Saturday, May 28, 2016

Today's links

"The most worrisome risk is a contraction of the global economy," led by a slowdown in emerging economies, Japan's Shinzo Abe told a news conference after chairing the two-day summit. "There is a risk of the global economy falling into crisis if appropriate policy responses are not made."



1--US Dollar Begins to Re-Exert Real Stress


(Isn't that the point?...The Fed is trying to attract capital to USTs and US equities. And the ECB and BOJ are assisting)


2--Janet Yellen Sees Rate Hike Coming Soon

Fed is on watch to move as economy shows signs of pickup, but wild cards linger


3--Japan’s Abe Plans Up to $90.7 Billion Stimulus, Nikkei Says


Abe will seek a second supplementary budget worth 5 trillion yen to 10 trillion yen after July’s upper-house election, the Nikkei reported Saturday without attribution. Proposals will include accelerating the construction of a magnetic-levitation train line from Nagoya to Osaka, issuing vouchers to boost consumer spending, increasing pay for child-care workers and setting up a scholarship fund, the Nikkei said.

“When you want to get the economy going, as long as demand in Asia is weak, you need additional public spending,” Martin Schulz, a senior economist at Fujitsu Research Institute in Tokyo, said by phone. “Since private spending is still not picking up, the government is simply taking up the slack.”...


Meanwhile, the yen has surged about 9 percent versus the dollar this year, threatening profits for exporters including Toyota Motor Corp. and weighing on the nation’s stock market. The benchmark Topix index has fallen 13 percent in 2016.


Second Package

The stimulus package would be the second this fiscal year after Japan approved a 778 billion yen supplementary budget this month to aid recovery from earthquakes in the Kumamoto region


4--Companies Go on Worldwide Bond Bender With $236 Billion of Sales


("Nirvana of borrowing conditions"......Borrow in euros at 1 percent or dollars at 3 percent ECB touched off a wildfire of borrowing by promising to buy corporates bonds


so now companies are massively leveraging without any intention of investing in future growth or addressing demand.  Currently $9 negative yielding bonds....In the last crisis, banks had built up massive debts by creating toxic mortgages they borrowed on in the repo market..This time, corporations are selling corporate debt that funds their stock buybacks and dividends..The money is not being used to build capacity for the future, but line the pockets of greedy CEOs and shareholders.  and the facilitator of thi scam is the central banks )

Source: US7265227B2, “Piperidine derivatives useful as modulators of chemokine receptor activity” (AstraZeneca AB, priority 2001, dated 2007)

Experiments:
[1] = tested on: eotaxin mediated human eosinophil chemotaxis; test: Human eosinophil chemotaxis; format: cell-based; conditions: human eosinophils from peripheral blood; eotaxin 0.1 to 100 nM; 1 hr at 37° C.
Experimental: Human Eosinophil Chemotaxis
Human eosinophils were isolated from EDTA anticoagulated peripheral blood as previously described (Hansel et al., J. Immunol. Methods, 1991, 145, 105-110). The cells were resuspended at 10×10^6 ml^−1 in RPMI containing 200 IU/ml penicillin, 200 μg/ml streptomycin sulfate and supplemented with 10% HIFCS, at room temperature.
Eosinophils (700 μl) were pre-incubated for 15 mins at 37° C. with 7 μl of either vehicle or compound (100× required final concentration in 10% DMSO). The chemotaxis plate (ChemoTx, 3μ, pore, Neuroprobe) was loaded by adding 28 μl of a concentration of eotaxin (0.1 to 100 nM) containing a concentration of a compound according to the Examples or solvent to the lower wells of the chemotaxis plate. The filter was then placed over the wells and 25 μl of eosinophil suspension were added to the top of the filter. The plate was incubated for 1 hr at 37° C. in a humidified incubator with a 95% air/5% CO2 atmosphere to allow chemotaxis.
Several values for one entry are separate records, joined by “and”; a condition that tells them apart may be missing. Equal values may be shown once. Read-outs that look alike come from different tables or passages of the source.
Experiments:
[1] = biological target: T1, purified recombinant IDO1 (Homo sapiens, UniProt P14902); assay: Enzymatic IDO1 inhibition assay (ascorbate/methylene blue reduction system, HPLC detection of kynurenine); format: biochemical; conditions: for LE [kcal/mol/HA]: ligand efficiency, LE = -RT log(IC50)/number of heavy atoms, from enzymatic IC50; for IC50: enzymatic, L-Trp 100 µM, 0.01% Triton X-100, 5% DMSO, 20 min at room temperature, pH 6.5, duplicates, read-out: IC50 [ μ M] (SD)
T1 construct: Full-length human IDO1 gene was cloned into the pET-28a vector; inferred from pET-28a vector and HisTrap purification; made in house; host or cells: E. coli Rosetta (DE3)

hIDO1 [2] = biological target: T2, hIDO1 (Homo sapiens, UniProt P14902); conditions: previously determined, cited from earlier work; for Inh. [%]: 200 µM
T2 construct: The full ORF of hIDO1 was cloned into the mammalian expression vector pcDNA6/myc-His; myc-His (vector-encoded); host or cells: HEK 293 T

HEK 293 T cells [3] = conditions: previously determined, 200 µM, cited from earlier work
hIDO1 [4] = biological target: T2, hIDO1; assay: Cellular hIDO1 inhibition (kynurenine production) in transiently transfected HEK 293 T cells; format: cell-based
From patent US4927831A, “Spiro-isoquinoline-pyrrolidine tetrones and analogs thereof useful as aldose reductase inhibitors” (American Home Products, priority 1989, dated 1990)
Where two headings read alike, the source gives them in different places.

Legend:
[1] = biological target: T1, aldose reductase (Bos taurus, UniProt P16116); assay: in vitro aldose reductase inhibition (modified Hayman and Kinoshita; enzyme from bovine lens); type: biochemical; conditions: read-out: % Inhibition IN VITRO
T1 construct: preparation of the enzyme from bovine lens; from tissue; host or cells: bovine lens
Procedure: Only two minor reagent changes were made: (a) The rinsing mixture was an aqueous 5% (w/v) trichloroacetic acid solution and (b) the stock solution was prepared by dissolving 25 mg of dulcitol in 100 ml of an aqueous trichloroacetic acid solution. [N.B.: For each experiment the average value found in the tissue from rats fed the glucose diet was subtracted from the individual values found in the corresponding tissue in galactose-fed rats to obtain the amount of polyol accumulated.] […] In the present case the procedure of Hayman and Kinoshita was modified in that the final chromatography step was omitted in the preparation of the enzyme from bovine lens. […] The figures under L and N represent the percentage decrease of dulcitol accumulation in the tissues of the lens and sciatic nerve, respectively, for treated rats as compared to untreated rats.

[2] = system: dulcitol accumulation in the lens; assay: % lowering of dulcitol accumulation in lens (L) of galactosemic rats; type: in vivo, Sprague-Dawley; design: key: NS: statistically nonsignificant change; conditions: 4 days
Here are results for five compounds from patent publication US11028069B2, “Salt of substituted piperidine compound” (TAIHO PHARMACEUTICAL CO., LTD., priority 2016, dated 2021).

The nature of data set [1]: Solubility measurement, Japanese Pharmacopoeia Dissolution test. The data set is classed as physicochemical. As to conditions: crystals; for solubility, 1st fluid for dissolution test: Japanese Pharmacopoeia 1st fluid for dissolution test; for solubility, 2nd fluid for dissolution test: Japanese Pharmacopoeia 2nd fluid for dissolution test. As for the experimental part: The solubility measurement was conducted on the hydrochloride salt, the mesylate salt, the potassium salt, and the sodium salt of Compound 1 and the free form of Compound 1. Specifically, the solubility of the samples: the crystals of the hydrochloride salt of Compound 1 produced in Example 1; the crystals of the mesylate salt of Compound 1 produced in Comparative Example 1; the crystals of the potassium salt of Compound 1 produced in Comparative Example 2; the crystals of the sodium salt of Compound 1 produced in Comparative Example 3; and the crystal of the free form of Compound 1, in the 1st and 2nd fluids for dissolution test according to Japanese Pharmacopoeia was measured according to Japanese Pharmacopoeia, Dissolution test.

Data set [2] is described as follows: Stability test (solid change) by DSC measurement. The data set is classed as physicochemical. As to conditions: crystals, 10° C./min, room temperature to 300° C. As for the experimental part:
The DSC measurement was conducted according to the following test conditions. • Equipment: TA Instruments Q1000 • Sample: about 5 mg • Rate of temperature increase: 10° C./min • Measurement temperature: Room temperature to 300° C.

A borrowing binge by companies globally is poised to make May one of the the busiest months ever, thanks to investors who continue to devour the relatively juicy yields on corporate debt in a negative-rate world.

Global issuance of non-financial company debt will be in excess of $236 billion by month-end, according to data compiled by Bloomberg, led by computer maker Dell Inc., which sold $20 billion of bonds to back its takeover of EMC Corp. in the year’s second-biggest corporate offering. In Europe, companies sold 48.5 billion euros ($54.2 billion) making it the busiest May on record. U.S. borrowers including Johnson & Johnson and Kraft Heinz Co. did deals of more than 1 billion euros....


Hans Mikkelsen, head of high-grade credit strategy at Bank of America, said spreads should grind even tighter as June supply fails to keep up with demand that’s been driven by foreign buyers. He said he expects foreign investors to purchase $400 to $500 billion of bonds in the U.S. this year. That’s as much as 38 percent of the market if issuance matches 2015’s levels....


In Europe, companies from outside that region will continue to issue bonds in euros, said Alex Hayes-Griffin, who ran Citigroup Inc.’s debt capital market and syndicate business in Sydney before moving to London in December to oversee cross-border funding. He expects more of those deals, especially when the European Central Bank begins buying corporate debt.

“Cross-border flows are increasing, with the U.S accounting for the bulk of the sales,” Hayes-Griffin said. “We expect this to continue, particularly as the CSPP actions take effect, driving down borrowing costs even for non-eligible paper,” he said referring to the ECB’s bond-purchase plan....


5--Amid strikes, French President Hollande pledges to impose labor law


the only way forward for workers in struggle against the PS’ labor law, and austerity measures across Europe, is to create organs of struggle independent of the trade unions.....


Hollande’s comments reflect the basic position of the French ruling class, which intends to impose austerity and social retrogression while crushing opposition with police violence. Nonetheless, Hollande also faces increasing calls and warnings from inside the ruling class itself, both in France and internationally, that he has provoked a confrontation with the working class that is fraught with immense danger.


In one comment, “Hollande at the end of his rope,” the Frankfurter Allgemeine Zeitung wrote, “The president knows that his country remains marked by the heritage of the French revolution. The heart of the political system goes back to 1789 … The president’s legitimacy is far too weak already to enter into conflict with a radical minority of CGT strikers. This all shows how reforms at the end of a presidential term are as good as impossible, above all in France.”...


The bourgeoisie has long experience handling and manipulating the unions, which have totally lost their base in the working class in France, and depend on corporations and the state for 95 percent of their yearly budget. Ruling circles are very clear that the union bureaucracies are part of the political establishment and allies of the bourgeoisie in their dealings with the working class, and have an immense financial and political stake in the existing social system.


6--Warnings of slump in US economy


The main factor is the fall in business investment, the key driver of economic growth in the capitalist economy.